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Academic Medicine:
doi: 10.1097/ACM.0b013e318218858f
Letters to the Editor

The Need for a Uniform Use of the Construct of Burnout

Campbell, Jessica MD, MA; Prochazka, Allan MD; Gopal, Ravi MD

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Assistant professor, University of Colorado Denver School of Medicine, Aurora, Colorado, and Division of Hospital Medicine, Denver Health Medical Center, Denver, Colorado; jessica.campbell@dhha.org. (Campbell)

Professor, University of Colorado Denver School of Medicine, Aurora, Colorado, and Department of Ambulatory Care, Denver VA Medical Center, Denver, Colorado. (Prochazka)

Assistant professor, University of Colorado Denver School of Medicine, Aurora, Colorado, and Department of Ambulatory Care, Denver VA Medical Center, Denver, Colorado. (Gopal)

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In Reply:

We agree with Dr. Westerman and his colleagues that uniform use of the construct of burnout is important. Unfortunately, there is variability in the way the construct is applied that makes interpretation across studies challenging. This has previously been an issue of debate in this journal as well. For instance, Gabbe et al1 defined burnout as high levels of burnout in all three domains of the Maslach Burnout Inventory (MBI) in their study of burnout in medical school deans and found a very low burnout rate (2%). However, a total of 56% of the responding deans exhibited high burnout on at least one subscale, and 47% had either high emotional exhaustion (EE) or depersonalization (DP). These are dramatically different interpretations that hinge on the definition of burnout.

The MBI Manual does not report any validity evidence on a single high-burnout outcome but, rather, reports correlations with high burnout in each subscale individually.2 This means that to define high burnout, each subscale must be considered on its own. To convert a three-dimensional definition of burnout into a unidimensional construct in our study,3 residents with burnout were defined as high EE or DP.

Apart from our study of persistent burnout in medical residents, it has become standard to define burnout as high EE or high DP.4 For example, every original contribution to JAMA in the last decade used the high EE or high DP definition of burnout.4–7

Finally, we are unaware of any correction factor for DP scores in men or any studies that validate this practice.

Jessica Campbell, MD, MA

Assistant professor, University of Colorado Denver School of Medicine, Aurora, Colorado, and Division of Hospital Medicine, Denver Health Medical Center, Denver, Colorado; jessica.campbell@dhha.org.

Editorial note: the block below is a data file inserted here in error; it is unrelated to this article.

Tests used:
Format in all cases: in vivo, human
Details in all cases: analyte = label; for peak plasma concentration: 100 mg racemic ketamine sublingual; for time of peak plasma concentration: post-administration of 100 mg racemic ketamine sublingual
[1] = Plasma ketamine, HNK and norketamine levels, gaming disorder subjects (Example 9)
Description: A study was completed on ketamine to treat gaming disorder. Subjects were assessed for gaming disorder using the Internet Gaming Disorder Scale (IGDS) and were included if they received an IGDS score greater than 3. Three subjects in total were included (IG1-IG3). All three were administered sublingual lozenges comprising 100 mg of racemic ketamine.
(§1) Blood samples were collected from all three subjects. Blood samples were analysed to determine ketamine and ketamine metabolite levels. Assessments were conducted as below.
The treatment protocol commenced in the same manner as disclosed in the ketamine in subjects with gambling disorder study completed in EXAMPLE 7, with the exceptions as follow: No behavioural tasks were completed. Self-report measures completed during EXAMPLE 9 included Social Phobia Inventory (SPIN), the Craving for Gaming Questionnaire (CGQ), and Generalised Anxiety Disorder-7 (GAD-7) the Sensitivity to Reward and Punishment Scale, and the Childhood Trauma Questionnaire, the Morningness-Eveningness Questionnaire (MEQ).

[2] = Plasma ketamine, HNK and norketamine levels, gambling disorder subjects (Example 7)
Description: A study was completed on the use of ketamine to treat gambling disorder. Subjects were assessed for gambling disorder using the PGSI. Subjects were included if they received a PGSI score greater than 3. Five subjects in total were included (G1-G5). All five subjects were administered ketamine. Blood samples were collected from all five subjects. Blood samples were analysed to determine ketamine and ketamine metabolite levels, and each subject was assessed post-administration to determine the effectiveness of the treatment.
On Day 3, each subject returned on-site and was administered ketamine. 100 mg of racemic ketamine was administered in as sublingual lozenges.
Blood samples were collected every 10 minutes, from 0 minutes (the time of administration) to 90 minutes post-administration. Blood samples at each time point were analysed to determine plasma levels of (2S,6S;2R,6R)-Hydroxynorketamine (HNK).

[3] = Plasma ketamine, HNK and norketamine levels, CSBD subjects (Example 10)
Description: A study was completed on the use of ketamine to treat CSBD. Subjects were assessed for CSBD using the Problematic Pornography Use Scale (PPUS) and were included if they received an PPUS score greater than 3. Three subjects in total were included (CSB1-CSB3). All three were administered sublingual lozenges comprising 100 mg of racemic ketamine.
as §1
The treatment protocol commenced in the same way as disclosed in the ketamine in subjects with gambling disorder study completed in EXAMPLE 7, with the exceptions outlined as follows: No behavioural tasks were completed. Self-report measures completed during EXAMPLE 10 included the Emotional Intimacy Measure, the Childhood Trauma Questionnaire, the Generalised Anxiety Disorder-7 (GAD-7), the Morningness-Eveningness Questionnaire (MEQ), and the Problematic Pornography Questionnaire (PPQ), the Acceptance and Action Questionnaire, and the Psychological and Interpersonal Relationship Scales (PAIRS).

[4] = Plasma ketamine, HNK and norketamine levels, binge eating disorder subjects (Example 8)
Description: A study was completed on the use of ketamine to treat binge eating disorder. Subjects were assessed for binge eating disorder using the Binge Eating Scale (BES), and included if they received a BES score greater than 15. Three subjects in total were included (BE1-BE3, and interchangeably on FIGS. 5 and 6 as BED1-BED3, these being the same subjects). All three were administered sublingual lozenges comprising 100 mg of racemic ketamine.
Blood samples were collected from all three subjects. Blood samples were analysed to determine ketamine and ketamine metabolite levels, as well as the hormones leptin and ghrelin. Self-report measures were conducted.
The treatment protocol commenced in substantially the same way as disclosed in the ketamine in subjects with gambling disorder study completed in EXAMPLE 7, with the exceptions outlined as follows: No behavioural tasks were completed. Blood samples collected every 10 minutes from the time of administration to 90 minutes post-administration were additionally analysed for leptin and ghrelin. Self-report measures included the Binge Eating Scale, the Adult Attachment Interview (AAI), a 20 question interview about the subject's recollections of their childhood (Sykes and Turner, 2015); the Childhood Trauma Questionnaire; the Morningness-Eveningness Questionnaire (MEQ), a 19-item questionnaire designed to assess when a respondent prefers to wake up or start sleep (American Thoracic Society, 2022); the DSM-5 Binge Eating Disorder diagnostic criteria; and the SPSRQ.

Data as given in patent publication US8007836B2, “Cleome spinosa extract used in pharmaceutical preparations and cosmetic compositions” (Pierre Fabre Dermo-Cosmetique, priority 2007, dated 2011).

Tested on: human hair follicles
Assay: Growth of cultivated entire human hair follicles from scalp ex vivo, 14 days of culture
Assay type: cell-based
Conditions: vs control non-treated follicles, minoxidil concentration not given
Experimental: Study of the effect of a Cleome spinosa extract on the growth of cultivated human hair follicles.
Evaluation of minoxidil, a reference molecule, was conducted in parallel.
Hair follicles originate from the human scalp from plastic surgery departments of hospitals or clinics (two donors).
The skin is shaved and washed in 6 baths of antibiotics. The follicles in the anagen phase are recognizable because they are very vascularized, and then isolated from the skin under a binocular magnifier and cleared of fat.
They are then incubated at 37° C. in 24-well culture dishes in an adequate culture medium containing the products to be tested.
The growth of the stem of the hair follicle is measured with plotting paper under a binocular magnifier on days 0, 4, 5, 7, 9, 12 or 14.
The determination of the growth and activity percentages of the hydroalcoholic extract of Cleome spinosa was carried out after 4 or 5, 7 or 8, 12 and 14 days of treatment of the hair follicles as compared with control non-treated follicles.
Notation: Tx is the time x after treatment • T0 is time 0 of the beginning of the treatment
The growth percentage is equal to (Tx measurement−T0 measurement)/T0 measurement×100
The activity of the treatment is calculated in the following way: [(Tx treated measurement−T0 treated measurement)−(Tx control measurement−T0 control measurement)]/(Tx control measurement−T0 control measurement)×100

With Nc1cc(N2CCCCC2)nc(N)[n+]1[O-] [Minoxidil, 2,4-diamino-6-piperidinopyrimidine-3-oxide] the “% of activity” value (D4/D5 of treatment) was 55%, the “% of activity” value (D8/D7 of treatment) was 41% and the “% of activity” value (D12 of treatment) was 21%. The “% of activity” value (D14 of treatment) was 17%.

Allan Prochazka, MD

Professor, University of Colorado Denver School of Medicine, Aurora, Colorado, and Department of Ambulatory Care, Denver VA Medical Center, Denver, Colorado.

Ravi Gopal, MD

Assistant professor, University of Colorado Denver School of Medicine, Aurora, Colorado, and Department of Ambulatory Care, Denver VA Medical Center, Denver, Colorado.

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References

1 Gabbe SG, Webb LE, Moore DE, Harrell FE Jr, Spickard WA Jr, Powell R Jr. Burnout in medical school deans: An uncommon problem. Acad Med. 2008;83:476–482. http://journals.lww.com/academicmedicine/Fulltext/2008/05000/Burnout_in_Medical_School_Deans__An_Uncommon.10.aspx. Accessed April 6, 2011.

2 Maslach C, Jackson SE, Leiter MP. Maslach Burnout Inventory Manual. 3rd ed. Palo Alto, Calif: Consulting Psychologists Press; 1996.

3 Campbell J, Prochazka AV, Yamashita T, Gopal R. Predictors of persistent burnout in internal medicine residents: A prospective cohort study. Acad Med. 2010;85:1630–1634. http://journals.lww.com/academicmedicine/Abstract/2010/10000/Predictors_of_Persistent_Burnout_in_Internal.24.aspx. Accessed April 6, 2011.

4 Thomas NK. Resident burnout. JAMA. 2004;292:2880–2889.

5 Dyrbye LN, Massie FS Jr, Eacker A, et al. Relationship between burnout and professional conduct and attitudes among U.S. medical students. JAMA. 2010;304:1173–1180.

6 West CP, Tan AD, Habermann TM, Sloan JA, Shanafelt TD. Association of resident fatigue and distress with perceived medical errors. JAMA. 2009;302:1294–1300.

7 West CP, Huschka MM, Novotny PJ, et al. Association of perceived medical errors with resident distress and empathy: A prospective longitudinal study. JAMA. 2006;296:1071–1078.

© 2011 Association of American Medical Colleges

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